On the sidelines of this year’s D-Day commemoration, Russian President Vladimir Putin and his Ukrainian counterpart, President-elect Petro Poroshenko (whose inauguration is on Saturday) met to discuss ongoing violence along their common border.
The easternmost Ukrainian oblasts of Donetsk and Luhansk are in a state of effective rebellion, as the ethnic Russian majorities opposed the policies of the interim government preceding Poroshenko. Russia has been calling for a ceasefire and negotiations, while interim officials were pushing for a declaration of martial law and more military action against the region.
Where Poroshenko ultimately ends up on the issue remains to be seen, but he and Putin agreed today to work on a ceasefire, with a Putin aide saying the sides wanted the “soonest possible end” to the fighting.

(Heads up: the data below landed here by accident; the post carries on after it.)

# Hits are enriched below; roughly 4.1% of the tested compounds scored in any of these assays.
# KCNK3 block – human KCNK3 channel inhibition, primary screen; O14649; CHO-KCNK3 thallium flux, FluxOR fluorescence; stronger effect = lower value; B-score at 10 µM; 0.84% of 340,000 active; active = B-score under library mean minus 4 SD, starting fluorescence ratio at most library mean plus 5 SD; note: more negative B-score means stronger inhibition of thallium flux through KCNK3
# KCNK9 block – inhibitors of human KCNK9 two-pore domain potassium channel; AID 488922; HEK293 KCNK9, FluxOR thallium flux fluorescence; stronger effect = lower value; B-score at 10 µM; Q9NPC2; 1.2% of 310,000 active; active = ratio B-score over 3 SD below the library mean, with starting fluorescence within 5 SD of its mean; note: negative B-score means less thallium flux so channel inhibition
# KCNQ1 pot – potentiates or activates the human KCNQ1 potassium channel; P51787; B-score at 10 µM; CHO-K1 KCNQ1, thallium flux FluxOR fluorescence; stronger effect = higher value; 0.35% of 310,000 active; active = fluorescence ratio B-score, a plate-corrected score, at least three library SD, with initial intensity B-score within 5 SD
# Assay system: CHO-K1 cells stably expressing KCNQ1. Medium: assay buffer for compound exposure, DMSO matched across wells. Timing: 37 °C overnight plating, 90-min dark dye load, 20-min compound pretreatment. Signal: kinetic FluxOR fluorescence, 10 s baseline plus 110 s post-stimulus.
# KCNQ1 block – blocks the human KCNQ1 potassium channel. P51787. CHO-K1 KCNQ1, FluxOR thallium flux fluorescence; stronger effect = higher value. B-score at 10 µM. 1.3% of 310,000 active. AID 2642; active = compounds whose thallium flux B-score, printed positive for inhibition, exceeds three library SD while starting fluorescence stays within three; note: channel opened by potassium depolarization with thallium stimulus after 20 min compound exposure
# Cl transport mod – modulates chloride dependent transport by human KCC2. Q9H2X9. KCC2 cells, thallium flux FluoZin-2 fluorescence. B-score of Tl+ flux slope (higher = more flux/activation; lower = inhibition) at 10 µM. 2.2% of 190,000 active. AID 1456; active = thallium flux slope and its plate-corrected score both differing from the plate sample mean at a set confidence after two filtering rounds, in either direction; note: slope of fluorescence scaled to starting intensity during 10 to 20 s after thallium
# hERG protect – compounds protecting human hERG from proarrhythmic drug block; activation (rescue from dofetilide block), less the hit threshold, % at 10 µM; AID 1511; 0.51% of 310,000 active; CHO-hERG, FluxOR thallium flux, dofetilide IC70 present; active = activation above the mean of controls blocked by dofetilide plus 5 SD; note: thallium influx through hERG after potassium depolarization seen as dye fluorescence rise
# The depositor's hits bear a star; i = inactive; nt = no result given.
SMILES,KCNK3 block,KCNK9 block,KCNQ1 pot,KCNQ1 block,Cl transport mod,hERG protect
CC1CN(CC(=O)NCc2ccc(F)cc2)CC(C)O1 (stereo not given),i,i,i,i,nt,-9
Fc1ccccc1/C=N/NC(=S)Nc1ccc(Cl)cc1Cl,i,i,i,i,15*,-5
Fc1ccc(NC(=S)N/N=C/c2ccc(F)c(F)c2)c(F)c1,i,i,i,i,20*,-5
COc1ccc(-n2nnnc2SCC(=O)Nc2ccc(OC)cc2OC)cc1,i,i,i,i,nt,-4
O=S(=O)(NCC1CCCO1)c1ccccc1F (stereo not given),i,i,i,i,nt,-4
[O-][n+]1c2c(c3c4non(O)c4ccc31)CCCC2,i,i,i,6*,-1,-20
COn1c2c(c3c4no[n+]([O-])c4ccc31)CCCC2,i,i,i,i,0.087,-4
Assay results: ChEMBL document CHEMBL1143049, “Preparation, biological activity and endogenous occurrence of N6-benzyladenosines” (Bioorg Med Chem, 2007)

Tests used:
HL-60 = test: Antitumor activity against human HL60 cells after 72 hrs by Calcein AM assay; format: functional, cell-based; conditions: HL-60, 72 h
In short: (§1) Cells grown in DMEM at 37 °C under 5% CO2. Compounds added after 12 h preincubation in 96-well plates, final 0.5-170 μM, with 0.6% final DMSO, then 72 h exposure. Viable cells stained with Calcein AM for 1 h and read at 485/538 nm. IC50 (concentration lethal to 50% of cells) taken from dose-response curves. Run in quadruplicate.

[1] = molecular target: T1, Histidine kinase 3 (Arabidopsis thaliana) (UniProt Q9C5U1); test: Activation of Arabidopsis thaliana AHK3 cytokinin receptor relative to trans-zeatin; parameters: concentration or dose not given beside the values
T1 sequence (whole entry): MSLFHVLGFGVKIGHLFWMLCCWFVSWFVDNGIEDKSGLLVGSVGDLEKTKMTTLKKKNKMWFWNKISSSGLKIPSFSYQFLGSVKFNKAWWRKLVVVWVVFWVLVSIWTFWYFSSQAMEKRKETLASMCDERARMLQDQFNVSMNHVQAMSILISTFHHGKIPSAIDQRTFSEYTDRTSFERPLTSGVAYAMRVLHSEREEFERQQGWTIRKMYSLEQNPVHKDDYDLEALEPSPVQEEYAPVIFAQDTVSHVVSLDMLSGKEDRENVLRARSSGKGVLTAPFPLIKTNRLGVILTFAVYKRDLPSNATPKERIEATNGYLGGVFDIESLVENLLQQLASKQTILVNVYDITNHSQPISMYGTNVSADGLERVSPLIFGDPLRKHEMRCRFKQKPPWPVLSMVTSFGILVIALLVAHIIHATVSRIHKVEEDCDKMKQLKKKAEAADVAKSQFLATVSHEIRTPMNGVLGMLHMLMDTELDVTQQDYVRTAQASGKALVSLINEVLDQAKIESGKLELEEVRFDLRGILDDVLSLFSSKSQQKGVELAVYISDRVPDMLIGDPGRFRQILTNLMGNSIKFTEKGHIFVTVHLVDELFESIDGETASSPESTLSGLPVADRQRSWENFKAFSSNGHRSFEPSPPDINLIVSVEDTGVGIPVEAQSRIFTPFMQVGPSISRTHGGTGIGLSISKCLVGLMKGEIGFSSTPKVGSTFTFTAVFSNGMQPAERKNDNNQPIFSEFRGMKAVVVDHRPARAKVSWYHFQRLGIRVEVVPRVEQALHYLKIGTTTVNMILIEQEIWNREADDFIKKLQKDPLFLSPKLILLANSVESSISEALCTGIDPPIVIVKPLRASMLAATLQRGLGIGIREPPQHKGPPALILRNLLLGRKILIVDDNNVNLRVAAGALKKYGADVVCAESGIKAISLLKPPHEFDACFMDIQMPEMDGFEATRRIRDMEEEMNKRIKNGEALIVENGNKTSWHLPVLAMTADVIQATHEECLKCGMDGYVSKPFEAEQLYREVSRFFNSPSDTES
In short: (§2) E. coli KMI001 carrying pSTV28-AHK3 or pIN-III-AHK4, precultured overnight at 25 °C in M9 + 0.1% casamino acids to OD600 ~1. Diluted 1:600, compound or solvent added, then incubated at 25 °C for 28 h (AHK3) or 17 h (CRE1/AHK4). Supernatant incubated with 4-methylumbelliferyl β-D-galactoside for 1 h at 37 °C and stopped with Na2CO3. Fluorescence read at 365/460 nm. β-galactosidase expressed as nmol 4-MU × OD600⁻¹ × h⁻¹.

That’s unlikely to set well with Western nations, which have been cheering the Ukrainian interim government’s military action, while blaming Russia for the ongoing resistance. The western goal appears to be driving Ukraine into the EU sphere of influence by pushing them into a military conflict with Russia.
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